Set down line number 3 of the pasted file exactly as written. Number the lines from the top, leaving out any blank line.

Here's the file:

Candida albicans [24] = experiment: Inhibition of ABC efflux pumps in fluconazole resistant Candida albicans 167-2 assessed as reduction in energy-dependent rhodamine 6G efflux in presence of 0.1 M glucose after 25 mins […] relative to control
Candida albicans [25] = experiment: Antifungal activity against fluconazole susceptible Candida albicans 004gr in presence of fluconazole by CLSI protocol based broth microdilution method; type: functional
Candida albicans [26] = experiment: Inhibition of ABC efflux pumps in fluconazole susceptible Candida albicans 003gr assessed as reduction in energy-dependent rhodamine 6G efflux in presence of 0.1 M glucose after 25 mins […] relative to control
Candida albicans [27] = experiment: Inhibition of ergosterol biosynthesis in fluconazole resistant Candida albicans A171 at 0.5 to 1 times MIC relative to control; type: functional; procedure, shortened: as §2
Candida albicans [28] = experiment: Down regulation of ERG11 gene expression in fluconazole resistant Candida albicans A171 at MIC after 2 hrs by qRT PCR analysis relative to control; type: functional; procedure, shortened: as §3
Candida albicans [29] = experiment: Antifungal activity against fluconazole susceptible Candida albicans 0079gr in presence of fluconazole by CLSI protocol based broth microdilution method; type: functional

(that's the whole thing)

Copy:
Candida albicans [26] = experiment: Inhibition of ABC efflux pumps in fluconazole susceptible Candida albicans 003gr assessed as reduction in energy-dependent rhodamine 6G efflux in presence of 0.1 M glucose after 25 mins […] relative to control